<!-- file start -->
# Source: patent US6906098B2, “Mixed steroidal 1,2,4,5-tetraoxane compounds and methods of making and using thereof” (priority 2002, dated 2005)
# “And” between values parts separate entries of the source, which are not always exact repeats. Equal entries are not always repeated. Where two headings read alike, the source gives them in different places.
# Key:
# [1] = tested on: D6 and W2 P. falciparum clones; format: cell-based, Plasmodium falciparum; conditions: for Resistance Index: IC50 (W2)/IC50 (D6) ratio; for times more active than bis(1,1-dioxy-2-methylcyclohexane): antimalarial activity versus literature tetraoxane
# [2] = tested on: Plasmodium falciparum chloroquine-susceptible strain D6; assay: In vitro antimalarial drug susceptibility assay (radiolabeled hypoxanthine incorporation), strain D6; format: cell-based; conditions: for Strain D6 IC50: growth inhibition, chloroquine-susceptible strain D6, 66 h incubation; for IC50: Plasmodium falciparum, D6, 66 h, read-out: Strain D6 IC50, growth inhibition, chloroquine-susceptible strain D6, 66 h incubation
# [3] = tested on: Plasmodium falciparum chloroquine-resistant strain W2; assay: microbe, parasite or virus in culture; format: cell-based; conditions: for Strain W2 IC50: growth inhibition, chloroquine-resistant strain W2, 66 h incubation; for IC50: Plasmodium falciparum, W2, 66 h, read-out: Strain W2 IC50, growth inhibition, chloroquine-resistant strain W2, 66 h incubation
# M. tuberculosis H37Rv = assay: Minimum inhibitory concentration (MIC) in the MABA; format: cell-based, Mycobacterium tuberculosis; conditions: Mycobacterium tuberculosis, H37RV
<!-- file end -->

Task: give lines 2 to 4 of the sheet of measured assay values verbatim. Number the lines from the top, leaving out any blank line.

# “And” between values parts separate entries of the source, which are not always exact repeats. Equal entries are not always repeated. Where two headings read alike, the source gives them in different places.
# Key:
# [1] = tested on: D6 and W2 P. falciparum clones; format: cell-based, Plasmodium falciparum; conditions: for Resistance Index: IC50 (W2)/IC50 (D6) ratio; for times more active than bis(1,1-dioxy-2-methylcyclohexane): antimalarial activity versus literature tetraoxane